I don't want to point any fingers or make any judgments, but don't we see the power of anxiety and pride all around us? Why is Mel Gibson willing to put out a movie that so strays from the gospel accounts and values and messages? I'm not saying he is a sinner. I am saying he has an ego. Ego, that word so essential to emotional health which also leads to strange places. Why did the nation that invaded Iraq really do so? What did we think that made attack sensible to a majority? Why didn't that same thought occur during the genocide of Rwanda: do you remember that? What was different there? Why didn't we go there? I can't tell you where the clothing that I am wearing today was constructed. Somewhere in my wardrobe are articles very possibly made by the moral and structural equivalent of slave labor. Why can't I get out of that system? Why am I willing to participate in that system? Why was Kathie Lee Gifford? Is there something more powerful or prevalent than all of us?

Do you know anyone who keeps a bad job for fear that they could get nothing else? Do you know anyone who stays in a bad relationship for fear that no one else will love them? Do you knowBack to top anyone who should no longer be driving who keeps their license for fear of isolation?

I'm not saying these aren't real fears and anxieties. They are. I'm saying that what is at their heart is powerful, and what is at their solution is not just up to us. It is my own faith that only God, a higher power, the spirit of love, is able to repair this issue, and as unwelcome as that seems to the modern ear, it is honestly good news. It breaks the chain of sin. It offers liberation from bondage.

I am constantly drawn back to the temptation stories of Jesus for their extraordinary messages. In Luke, today, the devil finds Jesus hungry. If hunger doesn't inspire anxiety I don't know what does. The Devil finds Jesus in the desert, where Moses and the Hebrews once were. And he puts three challenges to the son of Mary. The devil says, I want you to be practical, to be relevant, and to be spectacular. The devil even quotes scripture. And Jesus responds to the opportunity to feed the world, to control the world, and to inspire the world with three references to God: I need God, I revere God, and I trust God. I won't settle my stomach, control my environment, or subvert the symbols of divinity to the devil's purposes, even if they look good in the short term or for part of the world.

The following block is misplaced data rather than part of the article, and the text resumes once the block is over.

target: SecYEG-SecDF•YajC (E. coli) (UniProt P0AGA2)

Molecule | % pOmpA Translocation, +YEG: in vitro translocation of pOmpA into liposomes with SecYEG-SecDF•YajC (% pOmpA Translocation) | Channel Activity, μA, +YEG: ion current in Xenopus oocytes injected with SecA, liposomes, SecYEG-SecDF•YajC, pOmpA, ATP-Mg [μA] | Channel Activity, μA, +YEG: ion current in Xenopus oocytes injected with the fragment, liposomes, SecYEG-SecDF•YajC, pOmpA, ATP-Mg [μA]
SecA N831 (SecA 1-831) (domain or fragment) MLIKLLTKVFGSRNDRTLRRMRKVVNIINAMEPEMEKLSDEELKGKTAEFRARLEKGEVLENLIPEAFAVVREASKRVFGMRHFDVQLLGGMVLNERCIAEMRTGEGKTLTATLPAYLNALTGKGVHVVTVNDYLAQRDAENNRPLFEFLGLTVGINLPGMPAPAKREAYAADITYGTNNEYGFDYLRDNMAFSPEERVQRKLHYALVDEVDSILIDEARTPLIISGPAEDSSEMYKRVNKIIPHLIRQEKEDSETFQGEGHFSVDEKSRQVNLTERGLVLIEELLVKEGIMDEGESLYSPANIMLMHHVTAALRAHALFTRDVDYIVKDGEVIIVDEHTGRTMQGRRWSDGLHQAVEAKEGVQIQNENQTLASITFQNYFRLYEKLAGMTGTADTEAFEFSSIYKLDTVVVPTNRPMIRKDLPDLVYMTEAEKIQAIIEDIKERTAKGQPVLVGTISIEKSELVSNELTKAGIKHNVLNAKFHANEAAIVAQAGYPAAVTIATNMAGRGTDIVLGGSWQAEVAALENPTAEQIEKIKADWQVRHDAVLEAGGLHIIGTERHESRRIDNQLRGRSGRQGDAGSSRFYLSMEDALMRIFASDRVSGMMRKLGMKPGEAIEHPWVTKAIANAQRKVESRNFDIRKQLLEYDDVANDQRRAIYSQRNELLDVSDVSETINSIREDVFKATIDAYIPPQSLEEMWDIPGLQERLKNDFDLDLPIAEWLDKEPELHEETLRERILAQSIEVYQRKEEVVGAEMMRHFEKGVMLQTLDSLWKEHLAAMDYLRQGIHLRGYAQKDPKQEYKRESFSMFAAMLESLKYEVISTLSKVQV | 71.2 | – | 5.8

Jesus had outstanding and extraordinary strength. I don't have as much. I have a hard time resisting. But there is one thing that I can do, even if imperfectly. And it is, according to Augustine and Peters and others, the "Mapquest" to navigate sin. I can love. I can try to keep my love from being perverted, insufficient, or wrongly directed. In love I can forgive, and that, too, removes part of the sting of sin. Love is the striving for the reunion of the separated. It is the seeking and valuing of the whole even on behalf of a part. It is the quest for divinity, not to replace God but to be in harmony with God. It is for neighbor, self, and enemy, as well as God.

Our early Church had seven virtues to go with the seven sins. You'll have to come to adult education to hear about them. But they are all based on love. They are all based on a faith, like Jesus', that says God is sufficient. They are all based on an awareness and respect for the realities of evil and on a call during Lent to turn around. Back to top That is to take the word evil, reverse it, and with the help of God to live. Amen.

Two resources central to this sermon are Ted Peters, Sin: Radical Evil in Soul and Society; Grand Rapids: Wm. B. Eerdmans, 1994, and Karl Menninger, Whatever Became of Sin?; New York: E.P. Dutton, 1973.

Copyright 2004 Kenneth F. Baily.  Used by permission.

http://www.nhcc.net/sermons/Sermon20040229.htm